Tuesday, March 12, 2013

Hybrid Gas Mileage and the Ford CMax

In December we reached the point where my Aveo was becoming a serious money pit, and we knew we needed a new car.  I love my Aveo, and we actually kept it just as an extra little commuter car - it has over 207,000 miles on it, so we weren't going to get anything from trading it in, and it's worth it to have an extra car to run errands in so we aren't so dependent on matching up schedules.  If I'm out and J wants to run down the hill to get something, he can do so without it costing him $20 in gas, like it does in the Jeep.

Anyway, we picked the 2013 Ford Cmax Hybrid. Not just because of the gas mileage, though that was part of it.  Mostly because I really fell in love with it.  If a car designer was going to design the perfect car for Heather, he'd make this car.  I love how high you sit.  I love the intuitiveness of the commands.  I love where everything fits.  I love how spacious it is while still being a smaller car.  Basically, I just love this car.

But the gas mileage was definitely part of the decision.  We live on the top of a 5,000 foot mountain, and our nearest Target is a 25 mile drive, down the hill (and then back up).  My office is 54 miles (which is why I work from home most of the time).  Just going to the office once or twice a week, and one day spent running errands, we easily rack up 300-400 miles a week.  So I wasn't even going to consider anything that got less than 35mpg.  My Aveo got 34 regularly, and it was old.  I expected at least 35 or even 40.

The CMax advertises 47mpg.  We never expected to get that, because of the aforementioned 5,000 foot hill we drive up regularly.  Plus, even the local roads are hilly and twisty, with a lot of breaking and accelerating.   We get the car, I'm in car-love, life is good.

Then I start reading about lawsuits that Ford is receiving, saying that people are getting way lower than the 47mpg.  Then Consumer Reports releases a study saying that they got 10mpg lower than the advertised mpg, and Forbes reports that it's a great car that still got slammed anyway.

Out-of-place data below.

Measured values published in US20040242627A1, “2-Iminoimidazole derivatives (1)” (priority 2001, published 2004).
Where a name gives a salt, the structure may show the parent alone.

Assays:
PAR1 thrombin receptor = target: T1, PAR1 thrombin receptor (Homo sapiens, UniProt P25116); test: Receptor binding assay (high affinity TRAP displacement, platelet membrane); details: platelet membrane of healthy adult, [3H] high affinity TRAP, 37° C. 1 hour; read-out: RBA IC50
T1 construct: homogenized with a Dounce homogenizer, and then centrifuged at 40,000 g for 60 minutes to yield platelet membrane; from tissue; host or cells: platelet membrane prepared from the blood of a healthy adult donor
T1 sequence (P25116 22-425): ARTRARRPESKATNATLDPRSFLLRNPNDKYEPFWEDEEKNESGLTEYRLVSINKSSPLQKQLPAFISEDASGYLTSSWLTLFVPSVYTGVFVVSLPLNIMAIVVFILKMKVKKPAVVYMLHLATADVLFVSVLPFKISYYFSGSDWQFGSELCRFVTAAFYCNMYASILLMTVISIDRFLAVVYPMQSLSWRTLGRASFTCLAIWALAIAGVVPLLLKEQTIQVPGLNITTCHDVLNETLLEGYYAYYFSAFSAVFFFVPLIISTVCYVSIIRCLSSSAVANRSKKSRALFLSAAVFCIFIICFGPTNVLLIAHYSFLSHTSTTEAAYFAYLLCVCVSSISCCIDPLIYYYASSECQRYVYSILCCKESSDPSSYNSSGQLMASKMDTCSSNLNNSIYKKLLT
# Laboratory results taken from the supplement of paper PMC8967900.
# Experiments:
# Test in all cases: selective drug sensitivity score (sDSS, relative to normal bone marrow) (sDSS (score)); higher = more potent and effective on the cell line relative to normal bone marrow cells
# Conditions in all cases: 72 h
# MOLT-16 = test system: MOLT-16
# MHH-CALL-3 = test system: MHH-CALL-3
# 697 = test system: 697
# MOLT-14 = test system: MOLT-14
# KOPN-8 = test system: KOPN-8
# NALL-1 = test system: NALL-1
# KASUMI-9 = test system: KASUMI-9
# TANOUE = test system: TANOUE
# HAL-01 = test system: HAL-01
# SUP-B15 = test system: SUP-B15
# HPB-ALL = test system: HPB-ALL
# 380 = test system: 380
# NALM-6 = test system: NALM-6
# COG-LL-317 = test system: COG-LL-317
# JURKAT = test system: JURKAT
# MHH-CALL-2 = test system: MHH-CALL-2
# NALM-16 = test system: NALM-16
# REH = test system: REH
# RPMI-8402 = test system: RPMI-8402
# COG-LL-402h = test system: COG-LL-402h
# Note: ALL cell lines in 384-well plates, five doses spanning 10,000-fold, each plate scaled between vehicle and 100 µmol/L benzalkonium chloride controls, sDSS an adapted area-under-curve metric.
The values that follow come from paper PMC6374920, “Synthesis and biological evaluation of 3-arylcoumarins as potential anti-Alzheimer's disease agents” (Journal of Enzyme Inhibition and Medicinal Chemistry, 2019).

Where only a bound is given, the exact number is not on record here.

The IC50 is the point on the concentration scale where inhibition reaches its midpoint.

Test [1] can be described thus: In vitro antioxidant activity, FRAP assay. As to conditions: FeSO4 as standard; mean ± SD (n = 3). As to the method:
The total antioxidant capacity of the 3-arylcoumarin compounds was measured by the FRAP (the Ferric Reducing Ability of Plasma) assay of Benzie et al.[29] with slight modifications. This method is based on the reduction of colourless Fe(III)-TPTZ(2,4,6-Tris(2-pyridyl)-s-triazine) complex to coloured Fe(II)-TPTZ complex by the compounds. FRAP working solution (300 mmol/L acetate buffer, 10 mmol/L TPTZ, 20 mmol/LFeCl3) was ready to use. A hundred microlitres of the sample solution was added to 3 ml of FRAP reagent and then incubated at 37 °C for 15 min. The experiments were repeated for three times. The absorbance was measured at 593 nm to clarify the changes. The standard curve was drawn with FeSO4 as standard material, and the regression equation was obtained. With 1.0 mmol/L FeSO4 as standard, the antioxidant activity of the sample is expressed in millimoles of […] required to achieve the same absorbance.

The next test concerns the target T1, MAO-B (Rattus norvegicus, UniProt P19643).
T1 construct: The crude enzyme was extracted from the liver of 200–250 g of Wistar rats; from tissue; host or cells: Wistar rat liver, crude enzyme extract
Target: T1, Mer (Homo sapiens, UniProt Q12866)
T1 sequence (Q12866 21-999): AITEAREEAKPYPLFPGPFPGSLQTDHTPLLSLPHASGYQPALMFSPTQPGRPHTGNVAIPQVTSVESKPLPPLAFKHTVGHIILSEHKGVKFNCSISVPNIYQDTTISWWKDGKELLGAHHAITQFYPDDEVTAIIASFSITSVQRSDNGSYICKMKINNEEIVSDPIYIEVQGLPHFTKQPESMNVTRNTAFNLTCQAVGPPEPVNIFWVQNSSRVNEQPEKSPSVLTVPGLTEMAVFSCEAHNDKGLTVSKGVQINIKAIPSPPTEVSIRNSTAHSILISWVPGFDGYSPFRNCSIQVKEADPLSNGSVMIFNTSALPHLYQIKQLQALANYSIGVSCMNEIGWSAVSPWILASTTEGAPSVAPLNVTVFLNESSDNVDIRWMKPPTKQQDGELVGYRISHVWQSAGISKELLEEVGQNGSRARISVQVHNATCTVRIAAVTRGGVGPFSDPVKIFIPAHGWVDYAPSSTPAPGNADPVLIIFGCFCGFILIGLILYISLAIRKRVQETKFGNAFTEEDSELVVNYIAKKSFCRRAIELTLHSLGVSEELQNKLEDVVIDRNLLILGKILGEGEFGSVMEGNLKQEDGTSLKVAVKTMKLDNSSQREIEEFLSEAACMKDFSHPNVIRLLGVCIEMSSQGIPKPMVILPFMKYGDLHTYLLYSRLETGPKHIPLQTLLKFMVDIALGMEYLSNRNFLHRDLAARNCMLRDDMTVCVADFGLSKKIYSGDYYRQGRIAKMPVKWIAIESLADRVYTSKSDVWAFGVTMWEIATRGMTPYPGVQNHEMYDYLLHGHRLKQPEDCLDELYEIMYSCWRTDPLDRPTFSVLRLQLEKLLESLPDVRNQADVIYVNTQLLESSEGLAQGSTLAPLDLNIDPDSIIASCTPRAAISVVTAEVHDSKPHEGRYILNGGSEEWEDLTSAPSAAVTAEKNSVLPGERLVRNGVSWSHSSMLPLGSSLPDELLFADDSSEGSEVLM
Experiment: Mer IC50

I start wondering whether maybe we did the wrong thing.  Don't get me wrong, I still love the car, and it was always about more than just the gas mileage, but I'm just hoping that we still get more than 35.  If these people who don't live on mountains are only getting 37, then what hope is there for us?

Ok, here's all I can say.  I don't know how they drive, or what their problems are, but our lifetime average over close to 6,000 miles so far is a respectable 40.2mpg.  

How are these people driving?  Are they slamming on the gas and the break and the gas and the break?  Do they go 0-60 in 4 seconds?  I drive up a freaking mountain every time I go anywhere, and I'm still beating them.  What the hell?

My commute consists mostly of the drive down the mountain (where I gain lots of mileage), then straight freeway driving.  The one thing I notice about all the reports is that they say they keep their cruise control on at 70mph - well, the battery stops working at 62mph, so at 70 you're on all gas, not battery.  So it's not surprising that they're not getting good gas mileage.  I keep my cruise control set at 60 (yeah, I drive in the slow lane, but I get through lots of audiobooks and I only cost myself like 10 minutes vs going 75 in my 54 mile commute).  When I drive to my office, my gas mileage regularly is 75mpg for that trip.  When I drive back, and make stops along the way (so not going back up the mountain, and just having gas mileage from the freeway, and surface streets to the places I'm stopping), I regularly average about 55mpg.  Last night I stopped at the grocery store almost at the bottom of the mountain.  I had about 15 miles of straight freeway/surface street driving before the 12 (20 minute) climb back up the hill, and during that trip, I still averaged 34.8mpg.

In short, I have no idea what those people's problems are.  I don't know how I manage to get better gas mileage while driving up a 5000 foot mountain, but I must be really gentle on the accelerator or something, or those people have lead feet.  Well, I do know what they're doing - they're driving too fast for the battery to kick in.

If you get a CMax and expect to drive fast and still get great gas mileage, I'm sorry, you won't.  But if you keep it below 62 or thereabouts, you will get absolutely fine gas mileage.  I'm not an expert on hybrids or cars or anything like that - I just had to write all this because I'm sick of seeing the CMax being ripped up by automotive blogs as being a rip-off.  I'm thrilled with ours.

2 comments:

Christy Nicholson said...

I wish Ford had decided to sell the 3-row CMax hybrid in the U.S. We needed some extra passenger space but didn't want a full SUV or minivan. We went with a Mazda 5, but I would have loved to buy a hybrid!

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